• Then again, it’s not like the Rockies have good options. Since coming over from Oakland, Eric Byrnes has been batting cleanup, even against right-handers. He’s .228/.303/.362 against them this year, after similar OPS splits prior to this year. Byrnes is a platoon player who has been elevated in many eyes to an everyday one, and not only should be not be hitting in the middle of the lineup against righties, he probably shouldn’t be playing against them.
  • This will likely just get its own column shortly, but why are the Marlins considered a disappointment? I see them as having played just about exactly as well as I expected, in the vicinity of .500 and six games out of first place. They didn’t have the depth to contend, and the bottom of their roster, especially the pitching staff, has really been exposed.
  • Dontrelle Willis has worn down in the second halves of his fiirst two seasons, so his last two starts have to be a red flag for Fishwatchers. His mechanical changes drove much of his first-half success; he’ll need to sustain the new mechanics even as the season wears his body down to stay in the Cy Young race. Of the top four contenders, he’s the one I expect to fall by the wayside first.
  • In all the A.J. Burnett hype, consider this: he’s allowed at least three runs in 11 of his last 12 starts. He’s a good pitcher, an upgrade for many teams, but no star.
  • Roger Clemens has been the best pitcher in the NL this year, with an edge on Chris Carpenter and Roy Oswalt in both Support-Neutral stats and VORP. His horrible run support–which you can’t even blame on him, as he’s at .257/.297/.286–has left him with a 7-4 record, though, and while the BBWAA has gotten better about recognizing the problems with wins, they’re just not going to give a Cy Young to a guy who’s 15-6 if there are 20-win pitchers in the mix.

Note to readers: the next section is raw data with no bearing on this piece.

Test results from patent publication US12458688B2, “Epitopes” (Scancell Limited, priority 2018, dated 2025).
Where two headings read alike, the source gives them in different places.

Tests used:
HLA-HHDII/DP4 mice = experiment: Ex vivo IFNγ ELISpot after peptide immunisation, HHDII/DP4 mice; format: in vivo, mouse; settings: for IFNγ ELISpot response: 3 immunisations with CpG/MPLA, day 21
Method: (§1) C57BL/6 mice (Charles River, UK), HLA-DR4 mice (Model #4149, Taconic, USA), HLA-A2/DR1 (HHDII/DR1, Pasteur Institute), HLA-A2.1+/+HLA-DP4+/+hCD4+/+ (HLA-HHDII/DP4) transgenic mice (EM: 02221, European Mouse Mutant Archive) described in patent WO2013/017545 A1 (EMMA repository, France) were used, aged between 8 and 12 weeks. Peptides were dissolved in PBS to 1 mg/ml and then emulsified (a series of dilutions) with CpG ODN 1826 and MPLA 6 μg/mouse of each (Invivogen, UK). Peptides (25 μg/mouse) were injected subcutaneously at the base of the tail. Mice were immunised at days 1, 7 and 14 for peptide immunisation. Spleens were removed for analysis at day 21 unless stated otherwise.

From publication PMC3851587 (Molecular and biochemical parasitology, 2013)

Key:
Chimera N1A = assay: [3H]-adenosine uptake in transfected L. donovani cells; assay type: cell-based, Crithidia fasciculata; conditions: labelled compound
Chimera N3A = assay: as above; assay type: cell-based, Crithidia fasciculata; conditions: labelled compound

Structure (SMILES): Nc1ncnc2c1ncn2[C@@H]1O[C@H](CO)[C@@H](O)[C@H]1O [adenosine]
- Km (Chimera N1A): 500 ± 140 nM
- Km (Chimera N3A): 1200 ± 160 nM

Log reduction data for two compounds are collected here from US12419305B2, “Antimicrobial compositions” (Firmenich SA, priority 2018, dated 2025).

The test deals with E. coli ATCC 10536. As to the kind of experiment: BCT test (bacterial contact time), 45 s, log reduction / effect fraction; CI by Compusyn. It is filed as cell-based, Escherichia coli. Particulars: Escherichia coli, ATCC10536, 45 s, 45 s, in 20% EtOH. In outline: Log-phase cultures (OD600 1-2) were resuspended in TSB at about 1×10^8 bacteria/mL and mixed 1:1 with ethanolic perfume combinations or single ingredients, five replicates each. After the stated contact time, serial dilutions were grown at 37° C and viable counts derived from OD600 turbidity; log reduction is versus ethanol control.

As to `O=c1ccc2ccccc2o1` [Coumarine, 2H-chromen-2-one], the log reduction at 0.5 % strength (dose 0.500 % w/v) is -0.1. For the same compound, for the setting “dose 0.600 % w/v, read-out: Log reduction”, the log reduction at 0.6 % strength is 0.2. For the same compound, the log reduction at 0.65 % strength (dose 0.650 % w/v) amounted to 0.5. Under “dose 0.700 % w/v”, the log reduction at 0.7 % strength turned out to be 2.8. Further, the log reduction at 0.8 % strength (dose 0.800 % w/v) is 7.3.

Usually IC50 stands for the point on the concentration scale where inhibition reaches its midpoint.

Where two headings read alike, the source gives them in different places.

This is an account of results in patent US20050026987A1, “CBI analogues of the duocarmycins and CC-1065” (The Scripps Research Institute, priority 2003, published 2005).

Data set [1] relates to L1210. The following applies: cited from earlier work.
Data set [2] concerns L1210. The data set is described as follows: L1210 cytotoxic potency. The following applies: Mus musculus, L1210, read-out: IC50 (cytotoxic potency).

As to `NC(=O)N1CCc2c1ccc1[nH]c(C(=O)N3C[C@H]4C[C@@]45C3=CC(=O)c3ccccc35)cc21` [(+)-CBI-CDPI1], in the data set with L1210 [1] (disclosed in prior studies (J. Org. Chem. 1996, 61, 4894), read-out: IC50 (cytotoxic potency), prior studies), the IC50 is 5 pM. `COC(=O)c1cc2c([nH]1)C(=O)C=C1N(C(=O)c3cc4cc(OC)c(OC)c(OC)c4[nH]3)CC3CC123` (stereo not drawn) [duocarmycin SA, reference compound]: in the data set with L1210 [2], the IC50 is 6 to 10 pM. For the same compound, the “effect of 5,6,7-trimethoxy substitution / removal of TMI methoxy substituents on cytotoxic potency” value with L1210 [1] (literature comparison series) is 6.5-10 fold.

• In a division as winnable as the NL East, how much longer can Willie Randolph cripple the Mets by batting Jose Reyes’ .287 OBP atop the lineup? Reyes is one of the worst leadoff hitters in the game, and hurting an offense that can’t afford the damage. Mike Cameron isn’t a great solution, but moving him up and using David Wright in the #2 hole wouldn’t be the worst idea. Anything is better than Reyes.
  • What does Albert Pujols have to do to catch a break? He finally gets to play in a National League without Barry Bonds, comes into the year as the MVP favorite, and watches as Derrek Lee makes a run at the Triple Crown. At .338/.425/.617, Pujols is once again on pace to be the second-most valuable player in the NL, a spot he’s held for three straight seasons.
  • David Eckstein Watch: .279/.365/.356, eighth among NL shortstops in VORP. Sinking like a stone, more or less, and still likely to have been outplayed by Edgar Renteria by the end of the year. He should stay ahead of Orlando Cabrera, though.
  • I’m thrilled to see Al Reyes making the most of his opportunity in St. Louis: 37 1/3 IP, 39 K, 11 BB, 2.17 ERA. I don’t know the guy, I’ve just been yammering for years that he should have a job. If there’s an overly positive comment in an annual about him, it’s a sign that I wrote the chapter.
  • And while I’m on the topic of relievers, has anyone seen Chris Hammond lately? He’s become very fun to watch, dropping his change-up down to “LaLob” velocities. The pitch moves towards the plate like a fourth grader walking to the principal’s office.

  • Vinny Castilla: .254/.331/.395. Who could have seen that coming?

I have a flight to catch…if tomorrow’s column shows up Saturday, blame travel.